Is It Time for a Digital Detox?
Have you considered doing a digital detox? I’m considering it. I’ve already made a concerted effort to reduce my social media use for over a year now. I’m thinking the next step is to do a full detox. Maybe for a few days or week to see what it feels like.
I’ve grappled with taking a full hiatus, as I do like checking in with others on social media. I want to keep my accounts going, even though I have friends who have deleted them. Those friends report back that they feel good about having done so. I’m taking into consideration that I don’t want to play an “all or nothing” game.
I’m trying to figure out what’s the ‘right’ amount of online networking time for me. I believe I would sense the benefits from leaving social media altogether, although I question if that would be too extreme. I feel I still find value from the positive aspects of interacting in these spaces. I like having access to so many people I know and to have an easy way to be updated with them.
I’m aware of the downsides of spending my time and attention on these platforms. I’ve been following the growing research over the years and listening to those within the tech field who speak of the downfalls of social media. I write and speak about those aspects regularly. As I weigh the pros and cons, I’m determined to find the middle ground that works for me.
Am I just prolonging the inevitable? Will I leave those online pastures for real life pastures?I remember the time when I realized checking Facebook first thing in the morning had replace checking my email. This wasn’t a conscious choice, yet my behavior shifted.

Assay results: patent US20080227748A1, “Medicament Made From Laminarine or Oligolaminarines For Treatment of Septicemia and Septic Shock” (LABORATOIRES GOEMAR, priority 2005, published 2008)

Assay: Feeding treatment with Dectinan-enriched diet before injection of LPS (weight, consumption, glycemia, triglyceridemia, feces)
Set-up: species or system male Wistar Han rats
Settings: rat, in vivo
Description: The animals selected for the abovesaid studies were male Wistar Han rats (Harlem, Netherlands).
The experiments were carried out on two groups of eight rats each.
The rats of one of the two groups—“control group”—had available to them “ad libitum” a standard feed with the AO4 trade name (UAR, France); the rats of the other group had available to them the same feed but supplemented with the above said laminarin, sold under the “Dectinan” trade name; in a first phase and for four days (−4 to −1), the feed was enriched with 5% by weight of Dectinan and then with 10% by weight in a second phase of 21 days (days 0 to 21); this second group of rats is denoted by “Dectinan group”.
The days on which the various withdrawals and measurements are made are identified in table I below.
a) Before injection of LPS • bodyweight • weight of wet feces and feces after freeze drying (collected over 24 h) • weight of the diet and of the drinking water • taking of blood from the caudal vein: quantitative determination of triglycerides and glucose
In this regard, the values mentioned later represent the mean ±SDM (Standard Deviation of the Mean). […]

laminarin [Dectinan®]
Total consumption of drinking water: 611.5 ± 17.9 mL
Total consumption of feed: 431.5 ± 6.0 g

For nearly a year now, checking Facebook is no longer my morning ritual. In fact I do my best to prolong going online at all for the start of my day. Going online is a daily (multiple) occurrence, but I’m more consciously deliberate of those instances.
If I do remain within the social media space, I’m going to do my best to be true to myself. I notice I find myself having less desire to share my thoughts in these spaces. I’ve been on Facebook for 15 years, so I can’t simply say it’s because the novelty has worn off. There’s a confluence of factors that seems to have made the interactions less enjoyable. It’s like the ‘rules’ of the game kept changing, and not for the better.
I believe, cumulatively, there’s less value being placed on people having genuine discussions on what matters to them. The ‘heyday’ of having engagement with nuanced perspectives appears to have run its course on those major platforms. Censorship and self-censorship are at new heights on these platforms. Bringing me to question: “what’s the point in sharing here?”
Over the past year others have tried to entice me to try other platforms. I’m not finding these propositions alluring either. Basically, I feel like it would be trading out one social media attention vortex for another. In the broader context, relative to my own focus and means of distraction, I see any of these platforms as mostly the same.
I don’t think I’m on the market looking for new platforms. If I’m going to be of “the grass is greener on the other side” mindset, I’m looking at pastures that are more fulfilling than these platforms allow. May real life, old school relating come back into still. I think for many it already has. Perhaps, this is what awakens when one does a digital detox.